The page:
Former state Supreme Court Chief Justice Kathleen Blatz will lead the Minnesota Sports Facilities Authority (MSFA) as the interim chair of the beleaguered U.S. Bank Stadium oversight panel, Gov. Mark Dayton announced Thursday, saying it's time to move past the problems with luxury suite misuse.
Blatz, who started her public career as a Republican legislator from her native Bloomington in 1979, will bring "fresh perspective" to the MSFA, Dayton said.
"It's time to turn the page on this matter and deal with the totality of the stadium," Dayton said.
With the "exception" of suite misuse, Dayton said the $1.1 billion stadium project was well-managed. MSFA Chair Michele Kelm-Helgen and executive director Ted Mondale announced their departures from the MSFA last Thursday under firm pressure from the legislators. The Star Tribune in November revealed the two — along with three other commissioners — were using two taxpayer-owned luxury suites and VIP parking to entertain their friends and family for free during Minnesota Vikings games and concerts.
Republican leaders vowed to overhaul the MSFA to restore public trust. That plan is still on track and Blatz said she has no interest in serving on the committee beyond the interim role, which she is doing for free. Kelm-Helgen and Mondale's six-figure salaries also had been criticized by legislators.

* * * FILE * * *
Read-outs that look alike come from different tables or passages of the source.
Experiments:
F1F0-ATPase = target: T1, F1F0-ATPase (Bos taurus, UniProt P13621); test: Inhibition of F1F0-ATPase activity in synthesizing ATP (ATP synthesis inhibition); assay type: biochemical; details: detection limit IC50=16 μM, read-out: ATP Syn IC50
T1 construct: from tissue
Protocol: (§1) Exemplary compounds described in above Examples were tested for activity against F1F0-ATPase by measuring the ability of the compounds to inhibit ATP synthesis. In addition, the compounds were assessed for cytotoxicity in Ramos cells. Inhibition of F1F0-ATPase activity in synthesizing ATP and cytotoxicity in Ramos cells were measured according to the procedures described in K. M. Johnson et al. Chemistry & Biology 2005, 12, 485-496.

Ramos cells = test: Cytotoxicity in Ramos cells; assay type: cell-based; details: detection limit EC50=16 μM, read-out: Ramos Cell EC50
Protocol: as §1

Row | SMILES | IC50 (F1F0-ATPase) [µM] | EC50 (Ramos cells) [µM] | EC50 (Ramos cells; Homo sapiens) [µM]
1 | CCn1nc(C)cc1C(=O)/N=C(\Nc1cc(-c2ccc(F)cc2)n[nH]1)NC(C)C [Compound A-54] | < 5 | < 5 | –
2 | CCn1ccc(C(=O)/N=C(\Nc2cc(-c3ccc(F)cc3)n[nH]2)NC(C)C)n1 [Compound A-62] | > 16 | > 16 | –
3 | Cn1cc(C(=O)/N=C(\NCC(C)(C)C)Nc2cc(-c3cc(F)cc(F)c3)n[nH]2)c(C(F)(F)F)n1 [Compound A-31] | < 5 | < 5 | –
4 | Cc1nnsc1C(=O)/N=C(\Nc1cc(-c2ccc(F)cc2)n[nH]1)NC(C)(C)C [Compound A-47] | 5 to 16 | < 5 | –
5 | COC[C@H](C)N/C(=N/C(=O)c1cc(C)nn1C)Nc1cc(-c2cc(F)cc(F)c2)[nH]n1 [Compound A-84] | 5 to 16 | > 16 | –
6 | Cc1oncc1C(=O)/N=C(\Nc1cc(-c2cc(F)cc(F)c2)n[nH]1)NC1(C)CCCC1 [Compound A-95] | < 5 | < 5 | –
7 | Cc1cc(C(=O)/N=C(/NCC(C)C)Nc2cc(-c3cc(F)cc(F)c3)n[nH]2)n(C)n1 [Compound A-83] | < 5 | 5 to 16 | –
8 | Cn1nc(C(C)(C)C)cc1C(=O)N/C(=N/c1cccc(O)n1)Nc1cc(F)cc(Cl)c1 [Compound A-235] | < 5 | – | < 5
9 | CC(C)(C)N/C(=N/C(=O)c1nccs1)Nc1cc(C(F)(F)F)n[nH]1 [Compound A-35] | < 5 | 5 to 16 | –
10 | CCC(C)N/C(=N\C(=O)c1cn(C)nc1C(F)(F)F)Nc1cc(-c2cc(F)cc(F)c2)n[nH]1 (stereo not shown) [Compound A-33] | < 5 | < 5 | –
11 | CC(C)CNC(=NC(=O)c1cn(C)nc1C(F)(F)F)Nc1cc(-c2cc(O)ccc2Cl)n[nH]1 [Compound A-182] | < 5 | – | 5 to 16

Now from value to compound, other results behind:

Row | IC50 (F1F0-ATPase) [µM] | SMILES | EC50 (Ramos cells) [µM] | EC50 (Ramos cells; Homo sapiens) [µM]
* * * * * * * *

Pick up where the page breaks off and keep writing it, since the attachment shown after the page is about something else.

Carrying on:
State Rep. Sarah Anderson, R-Plymouth, who is a leader of the overhaul effort, said she has "immense respect" for Blatz, calling her appointment a "good stop forward toward fixing the problems."
"Minnesotans deserve transparency and accountability so the breaches of public trust by the MSFA board are not repeated," Anderson said.
Throughout her career, Blatz has carried an impeccable reputation. She served in the House until her appointment to the Hennepin County bench in 1994. Gov. Arne Carlson appointed her to the state Supreme Court in 1996, elevating her to chief in 1998. She recently has led the Robina Foundation.
One of her signature accomplishments was a push to open child protection cases to the public, allowing oversight of the system that has led to improvements in helping abused and neglected children.
Blatz, who was appointed to the MSFA as a commissioner by Dayton last month, will attend her first meeting Friday. One agenda item: finding an interim successor to Mondale. Although she said she has a shortlist of potential candidates, lightning would have to strike to name an appointee Friday.
She thanked Dayton for his confidence in her and said she was well aware of the "erosion in public trust" of the MSFA in recent months.
"Hopefully over time, the confidence will come back," she said.
Dayton said he won't appoint another board member to replace Blatz right now so the board will have four instead of five commissioners.
The remaining three were all frequent users of the suites. They are Northland Foundation President Tony Sertich, Minnesota AFL-CIO President Bill McCarthy and Capella University Executive Dean Barbara Butts Williams.
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